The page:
Viewers from outside New England may want to prepare themselves for the Boston accent, and Boston phraseology, which is pretty hardcore here at times. FYI, "wicked" means "very." Trust me, this is really helpful information... You might want to bone up by watching a few reruns of Cliff Clavin on "Cheers," or by listening to some of the hockey players from Boston in the recent hockey film "Miracle." I think that some of those actors must have been local boys, because I don't think I've ever heard the Boston accent nailed so dead-on perfectly onscreen.

When the film gets into the actual clubhouse, bullpen and dugout, we get to see how hilarious Pedro Martinez can be in person. David Ortiz is a real card as well... I would have liked to see more footage of the awesome Kevin Millar, who, in my personal opinion, sometimes starts to sound disturbingly like Boomhauer from "King of the Hill," when they interview him immediately after a game, and he's so exhausted that he can't even speak clearly. Another funny thing, that I would have liked to have seen covered more, is the way that local TV stations always cue quasi-subliminal Evil Empire music from Star Wars, when covering the Yankees. That always cracks me up.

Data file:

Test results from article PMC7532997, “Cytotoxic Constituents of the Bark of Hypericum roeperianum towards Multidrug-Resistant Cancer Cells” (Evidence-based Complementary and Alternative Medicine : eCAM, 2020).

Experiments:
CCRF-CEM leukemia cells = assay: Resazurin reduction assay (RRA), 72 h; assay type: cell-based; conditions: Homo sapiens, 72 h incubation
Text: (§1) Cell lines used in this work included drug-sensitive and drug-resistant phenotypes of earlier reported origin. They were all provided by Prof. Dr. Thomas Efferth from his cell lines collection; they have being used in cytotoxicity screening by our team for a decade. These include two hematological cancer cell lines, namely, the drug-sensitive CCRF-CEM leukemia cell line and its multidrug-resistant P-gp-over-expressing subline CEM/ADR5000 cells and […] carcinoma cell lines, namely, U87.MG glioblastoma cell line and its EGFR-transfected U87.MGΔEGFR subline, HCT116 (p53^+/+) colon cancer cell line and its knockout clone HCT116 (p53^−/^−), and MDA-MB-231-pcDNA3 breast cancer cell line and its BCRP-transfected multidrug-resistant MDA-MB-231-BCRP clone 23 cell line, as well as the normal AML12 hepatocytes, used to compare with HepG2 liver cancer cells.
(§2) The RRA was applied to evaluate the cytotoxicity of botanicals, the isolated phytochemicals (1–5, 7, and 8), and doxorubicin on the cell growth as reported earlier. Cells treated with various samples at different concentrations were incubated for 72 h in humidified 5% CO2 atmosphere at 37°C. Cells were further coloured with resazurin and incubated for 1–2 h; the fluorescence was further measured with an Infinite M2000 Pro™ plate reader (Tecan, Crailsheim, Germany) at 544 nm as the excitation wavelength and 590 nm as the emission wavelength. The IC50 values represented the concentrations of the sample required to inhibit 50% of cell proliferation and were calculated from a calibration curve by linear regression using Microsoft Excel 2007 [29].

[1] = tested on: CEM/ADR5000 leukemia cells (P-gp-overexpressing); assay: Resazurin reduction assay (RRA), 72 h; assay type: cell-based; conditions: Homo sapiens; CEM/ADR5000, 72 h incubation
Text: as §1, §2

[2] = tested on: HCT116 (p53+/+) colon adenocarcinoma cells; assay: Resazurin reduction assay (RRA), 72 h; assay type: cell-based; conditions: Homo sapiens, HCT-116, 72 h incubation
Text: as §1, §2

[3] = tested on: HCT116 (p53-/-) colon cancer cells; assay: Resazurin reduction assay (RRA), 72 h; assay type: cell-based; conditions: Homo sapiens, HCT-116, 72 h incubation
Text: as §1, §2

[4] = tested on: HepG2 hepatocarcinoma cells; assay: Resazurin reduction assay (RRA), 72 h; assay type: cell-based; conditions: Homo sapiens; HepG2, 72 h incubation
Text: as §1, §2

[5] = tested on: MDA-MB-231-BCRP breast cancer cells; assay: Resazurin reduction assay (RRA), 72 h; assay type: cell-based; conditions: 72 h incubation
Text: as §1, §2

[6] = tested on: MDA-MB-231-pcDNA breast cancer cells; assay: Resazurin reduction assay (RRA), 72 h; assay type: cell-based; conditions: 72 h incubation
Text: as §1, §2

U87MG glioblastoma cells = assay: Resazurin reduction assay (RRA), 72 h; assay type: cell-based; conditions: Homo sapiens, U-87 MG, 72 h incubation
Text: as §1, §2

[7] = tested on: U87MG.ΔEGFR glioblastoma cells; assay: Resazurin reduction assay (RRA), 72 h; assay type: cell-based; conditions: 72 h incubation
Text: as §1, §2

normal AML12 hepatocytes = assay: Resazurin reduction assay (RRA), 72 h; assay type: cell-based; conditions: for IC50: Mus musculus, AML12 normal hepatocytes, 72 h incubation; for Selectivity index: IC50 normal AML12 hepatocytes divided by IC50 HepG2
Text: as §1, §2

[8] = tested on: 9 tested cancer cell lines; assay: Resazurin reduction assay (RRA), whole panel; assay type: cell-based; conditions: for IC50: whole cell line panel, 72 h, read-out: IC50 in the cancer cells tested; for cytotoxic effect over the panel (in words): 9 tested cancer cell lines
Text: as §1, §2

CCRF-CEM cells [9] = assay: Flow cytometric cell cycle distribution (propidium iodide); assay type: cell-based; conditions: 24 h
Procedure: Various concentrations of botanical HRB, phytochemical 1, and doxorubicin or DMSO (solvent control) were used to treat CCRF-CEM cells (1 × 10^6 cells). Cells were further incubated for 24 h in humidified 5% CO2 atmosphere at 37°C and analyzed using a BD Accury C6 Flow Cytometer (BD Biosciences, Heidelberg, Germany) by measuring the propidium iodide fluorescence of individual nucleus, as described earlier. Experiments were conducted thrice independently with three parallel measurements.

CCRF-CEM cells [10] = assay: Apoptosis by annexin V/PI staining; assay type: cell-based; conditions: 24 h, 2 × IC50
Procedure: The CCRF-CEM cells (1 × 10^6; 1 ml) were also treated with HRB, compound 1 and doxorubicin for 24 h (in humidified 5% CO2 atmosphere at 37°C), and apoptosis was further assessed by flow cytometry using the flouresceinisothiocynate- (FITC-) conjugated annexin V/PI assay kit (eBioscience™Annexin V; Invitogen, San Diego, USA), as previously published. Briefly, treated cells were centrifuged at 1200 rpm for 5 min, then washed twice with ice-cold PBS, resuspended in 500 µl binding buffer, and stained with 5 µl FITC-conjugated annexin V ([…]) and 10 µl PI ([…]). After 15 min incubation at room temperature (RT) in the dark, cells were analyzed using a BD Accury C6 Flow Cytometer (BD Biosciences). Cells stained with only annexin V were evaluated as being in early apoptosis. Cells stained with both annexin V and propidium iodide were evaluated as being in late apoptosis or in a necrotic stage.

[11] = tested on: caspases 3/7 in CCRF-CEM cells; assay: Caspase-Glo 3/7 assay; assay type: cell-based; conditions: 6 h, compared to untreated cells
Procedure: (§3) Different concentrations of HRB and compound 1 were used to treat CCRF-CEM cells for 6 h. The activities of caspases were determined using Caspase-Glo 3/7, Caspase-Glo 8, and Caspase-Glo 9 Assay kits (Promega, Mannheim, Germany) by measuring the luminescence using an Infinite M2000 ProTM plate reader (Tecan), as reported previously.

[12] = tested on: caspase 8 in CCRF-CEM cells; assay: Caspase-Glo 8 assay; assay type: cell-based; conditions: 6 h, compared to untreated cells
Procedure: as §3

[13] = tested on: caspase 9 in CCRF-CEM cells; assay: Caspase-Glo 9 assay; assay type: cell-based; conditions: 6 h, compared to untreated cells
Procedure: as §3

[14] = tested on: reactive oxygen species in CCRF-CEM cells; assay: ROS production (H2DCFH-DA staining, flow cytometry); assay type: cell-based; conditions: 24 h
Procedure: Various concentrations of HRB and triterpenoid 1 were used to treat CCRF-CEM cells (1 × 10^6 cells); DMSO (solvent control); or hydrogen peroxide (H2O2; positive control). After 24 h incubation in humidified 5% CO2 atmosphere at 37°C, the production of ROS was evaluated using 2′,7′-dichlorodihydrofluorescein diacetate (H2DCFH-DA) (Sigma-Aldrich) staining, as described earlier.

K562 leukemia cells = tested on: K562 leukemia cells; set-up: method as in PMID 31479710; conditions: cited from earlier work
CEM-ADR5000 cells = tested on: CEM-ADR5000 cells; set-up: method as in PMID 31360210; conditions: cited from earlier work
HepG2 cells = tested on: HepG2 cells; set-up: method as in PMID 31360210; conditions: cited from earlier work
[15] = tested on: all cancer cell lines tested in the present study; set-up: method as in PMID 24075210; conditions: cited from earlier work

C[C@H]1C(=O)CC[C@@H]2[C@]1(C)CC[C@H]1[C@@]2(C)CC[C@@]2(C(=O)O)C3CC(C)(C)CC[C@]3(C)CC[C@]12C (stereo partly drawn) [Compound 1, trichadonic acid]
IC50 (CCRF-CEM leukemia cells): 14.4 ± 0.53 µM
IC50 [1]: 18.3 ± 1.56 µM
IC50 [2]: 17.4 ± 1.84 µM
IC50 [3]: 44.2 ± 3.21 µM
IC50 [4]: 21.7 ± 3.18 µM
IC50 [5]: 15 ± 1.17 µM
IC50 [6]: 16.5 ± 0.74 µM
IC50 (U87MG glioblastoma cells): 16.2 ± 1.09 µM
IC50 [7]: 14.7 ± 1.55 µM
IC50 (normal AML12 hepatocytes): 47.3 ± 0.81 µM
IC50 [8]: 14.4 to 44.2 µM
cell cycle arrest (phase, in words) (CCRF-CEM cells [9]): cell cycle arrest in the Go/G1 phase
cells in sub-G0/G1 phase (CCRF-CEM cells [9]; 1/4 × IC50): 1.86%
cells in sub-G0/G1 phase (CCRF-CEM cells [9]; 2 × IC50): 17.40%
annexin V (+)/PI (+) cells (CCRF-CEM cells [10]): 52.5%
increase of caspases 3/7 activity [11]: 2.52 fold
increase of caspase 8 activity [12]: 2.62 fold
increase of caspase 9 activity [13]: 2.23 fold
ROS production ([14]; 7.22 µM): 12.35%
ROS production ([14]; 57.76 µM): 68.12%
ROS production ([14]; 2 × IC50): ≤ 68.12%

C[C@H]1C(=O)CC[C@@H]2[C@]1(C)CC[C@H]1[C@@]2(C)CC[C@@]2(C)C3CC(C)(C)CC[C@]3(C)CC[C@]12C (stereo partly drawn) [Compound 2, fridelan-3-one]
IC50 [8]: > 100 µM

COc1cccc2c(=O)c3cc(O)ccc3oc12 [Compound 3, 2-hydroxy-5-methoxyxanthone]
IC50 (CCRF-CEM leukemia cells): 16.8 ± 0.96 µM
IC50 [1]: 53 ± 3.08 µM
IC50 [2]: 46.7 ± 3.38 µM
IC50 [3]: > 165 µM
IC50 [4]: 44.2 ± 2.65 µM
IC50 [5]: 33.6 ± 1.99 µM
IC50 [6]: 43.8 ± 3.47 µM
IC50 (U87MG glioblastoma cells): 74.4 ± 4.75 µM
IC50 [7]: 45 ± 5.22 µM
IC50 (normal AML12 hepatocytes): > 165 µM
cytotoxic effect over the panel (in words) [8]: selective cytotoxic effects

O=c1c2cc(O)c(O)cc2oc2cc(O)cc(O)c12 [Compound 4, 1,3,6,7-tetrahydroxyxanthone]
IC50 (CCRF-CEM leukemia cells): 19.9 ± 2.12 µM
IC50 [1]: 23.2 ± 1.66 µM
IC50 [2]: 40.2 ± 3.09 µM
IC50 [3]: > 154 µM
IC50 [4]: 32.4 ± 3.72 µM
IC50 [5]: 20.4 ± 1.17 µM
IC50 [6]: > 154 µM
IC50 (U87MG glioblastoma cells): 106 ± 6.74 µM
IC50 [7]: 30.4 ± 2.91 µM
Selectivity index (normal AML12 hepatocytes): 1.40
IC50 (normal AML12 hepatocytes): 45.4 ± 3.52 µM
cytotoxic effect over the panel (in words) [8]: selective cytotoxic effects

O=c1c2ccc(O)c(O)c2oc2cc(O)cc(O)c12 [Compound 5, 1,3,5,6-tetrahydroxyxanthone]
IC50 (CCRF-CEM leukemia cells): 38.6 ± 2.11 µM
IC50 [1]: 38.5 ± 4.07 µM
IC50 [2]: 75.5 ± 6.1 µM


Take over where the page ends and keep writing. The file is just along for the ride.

A few interviewees compare being a lifelong Red Sox fan with being chronically mistreated, in a dysfunctional relationship with a neglectful, or otherwise recalcitrant, significant other. This made me chuckle knowingly... It is also interesting to hear how the traditional desire of the Red Sox for a World Series championship so often gets intermingled with the enmity towad the Yankees. If you think about it, the two topics don't necessarily need to be connected, but of course they always are. In interviews, discussion of the one topic seems perennially to lead ineluctably, if not logically, to discussion of the other.

Some of the players are curiously difficult to recognize, considering that this is only from last year (as of the time that I'm writing). It's like three quarters of the team went for Extreme Makeovers. I'm not sure why this might be, but many of the players now have very different haircuts, beards, etc from 2003.

As I'm writing this, October 11, 2004, the Red Sox eternal quest to win a World Series looks a heck of a lot less quixotic than it generally does. Could this be The Year??? They swept the Angels in three games just a few days ago, and the Yankees, it appears, are next. They just don't come across as "underdogs" these days, but, dare I say it, more as a battalion of unstoppable baseball Terminators! I hereby join the fans interviewed, my newfound friends from this fine, fun film, in fervently praying oh please... oh please... let this be The Year!"